1 in stock
Location : China
Size: 4 3/4 ” x 3″ ( rock matrix )
Cost: $ 60
Note: The color is real no human alterations.
Hemimorphite Gemstone Information
About Hemimorphite – History and Introduction
Hemimorphite is an extremely rare gem quality form of zinc silicate, once referred to as ‘calamine’. The term ‘calamine’ is no longer used to refer to the gemstone, though it is still used in reference to calamine lotion, a pharmaceutical product composed of zinc and iron oxide that is used to relieve itching and minor skin irritations. Hemimorphite is very closely associated with smithsonite, another rare collector’s gem. For many years, hemimorphite and smithsonite were both classed together as calamine because they closely resemble one another. It was not until 1803 that they were discovered to be two different minerals by mineralogist, James Smithson (of the Smithsonian Institute).
Hemimorphite is a zinc silicate, while smithsonite is a zinc carbonate; zinc silicate (hemimorphite) is considered to be rarer than zinc carbonate (smithsonite). Hemimorphite is an important zinc ore and it has been mined from the upper sections of zinc ores for many years. Over half of its composition is metallic zinc. Its name ‘hemimorphite’ originates from the Greek words ‘hemi’ and ‘morph’, which respectively translate as ‘half-shape’. The name refers to its unusual hemimorphic crystal form, which means that the axial ends of crystals are asymmetrical. One end of each crystal is rather blunt, dominated by a pedion (a single face), while the other is pointed and pyramidal.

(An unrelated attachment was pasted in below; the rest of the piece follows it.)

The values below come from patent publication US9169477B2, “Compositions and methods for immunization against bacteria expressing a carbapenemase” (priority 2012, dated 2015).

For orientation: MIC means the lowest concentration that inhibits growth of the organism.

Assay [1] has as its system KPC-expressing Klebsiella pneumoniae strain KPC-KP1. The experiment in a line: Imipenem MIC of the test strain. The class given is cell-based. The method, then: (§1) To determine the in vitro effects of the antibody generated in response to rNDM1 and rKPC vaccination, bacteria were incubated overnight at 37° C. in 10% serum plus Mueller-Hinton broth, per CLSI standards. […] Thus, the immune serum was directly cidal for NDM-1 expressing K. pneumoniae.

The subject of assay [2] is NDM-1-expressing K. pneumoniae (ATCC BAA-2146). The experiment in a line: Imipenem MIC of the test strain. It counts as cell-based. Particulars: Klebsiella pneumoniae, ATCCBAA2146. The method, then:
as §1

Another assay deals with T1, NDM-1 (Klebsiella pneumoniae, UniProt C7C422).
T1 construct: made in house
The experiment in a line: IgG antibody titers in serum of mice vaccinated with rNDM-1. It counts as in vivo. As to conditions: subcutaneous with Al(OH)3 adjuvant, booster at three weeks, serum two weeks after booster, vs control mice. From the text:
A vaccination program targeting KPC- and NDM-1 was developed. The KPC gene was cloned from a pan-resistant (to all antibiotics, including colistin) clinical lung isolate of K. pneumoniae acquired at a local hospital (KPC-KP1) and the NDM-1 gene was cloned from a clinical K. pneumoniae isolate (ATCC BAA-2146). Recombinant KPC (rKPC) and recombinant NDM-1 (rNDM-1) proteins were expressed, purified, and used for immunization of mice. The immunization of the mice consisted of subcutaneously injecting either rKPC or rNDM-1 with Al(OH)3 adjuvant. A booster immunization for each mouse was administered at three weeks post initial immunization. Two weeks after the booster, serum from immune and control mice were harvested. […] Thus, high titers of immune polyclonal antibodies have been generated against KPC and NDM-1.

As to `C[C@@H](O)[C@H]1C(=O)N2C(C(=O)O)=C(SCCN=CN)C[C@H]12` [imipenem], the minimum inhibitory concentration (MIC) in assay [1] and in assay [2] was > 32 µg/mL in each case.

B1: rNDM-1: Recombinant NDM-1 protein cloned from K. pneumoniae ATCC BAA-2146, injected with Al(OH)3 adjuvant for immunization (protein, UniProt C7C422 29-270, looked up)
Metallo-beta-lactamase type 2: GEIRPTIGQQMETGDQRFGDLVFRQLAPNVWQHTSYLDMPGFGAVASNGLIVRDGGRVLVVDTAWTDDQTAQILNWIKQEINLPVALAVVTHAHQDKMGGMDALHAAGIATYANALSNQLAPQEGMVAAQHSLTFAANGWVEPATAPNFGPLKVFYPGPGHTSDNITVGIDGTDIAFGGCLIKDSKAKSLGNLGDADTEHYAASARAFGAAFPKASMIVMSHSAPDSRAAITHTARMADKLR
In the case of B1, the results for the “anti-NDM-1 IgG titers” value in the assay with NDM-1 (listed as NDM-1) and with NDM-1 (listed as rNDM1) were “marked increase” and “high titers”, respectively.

Hemimorphite can be identified by its distinct composition and unique crystal structure. Hemimorphite can be composed of over fifty percent zinc. Gemologically, it has a refractive index of 1.614 to 1.636 and a density or specific gravity of 3.30 to 3.50. Its hardness is 5 on the Mohs scale, similar toopal and turquoise. Hemimorphite may also be distinguished from other similar materials by its unique pyroelectric (charge released by temperature change) and piezoelectric (voltage produced by mechanical pressure) properties.
Hemimorphite can be found in many areas of the world, but very few deposits yield gemstone quality materials. Some of the most significant deposits are from Vieille Montagne, Belgium and Aachen, Germany.
Other notable origins include Algeria, Australia, Austria,China, England, Italy, Mexico, Poland, Russia (Siberia), Thailand, the Congo, Namibia, Madagascar and the United States, including Pennsylvania, Montana, Colorado and New Mexico.
Hemimorphite color can occur in various tones of blue, green and colorless (white). Most gemstones are blue to blue-green, and look similar to chrysocolla or turquoise. The most desirable color is sky to Swiss blue, which is reminiscent of Paraiba tourmaline. Hemimorphite often exhibits bands of blue with white streaks, and it may also be found interspersed by a dark matrix (the surrounding material).
|Dimensions||2 × 2 × 2 in|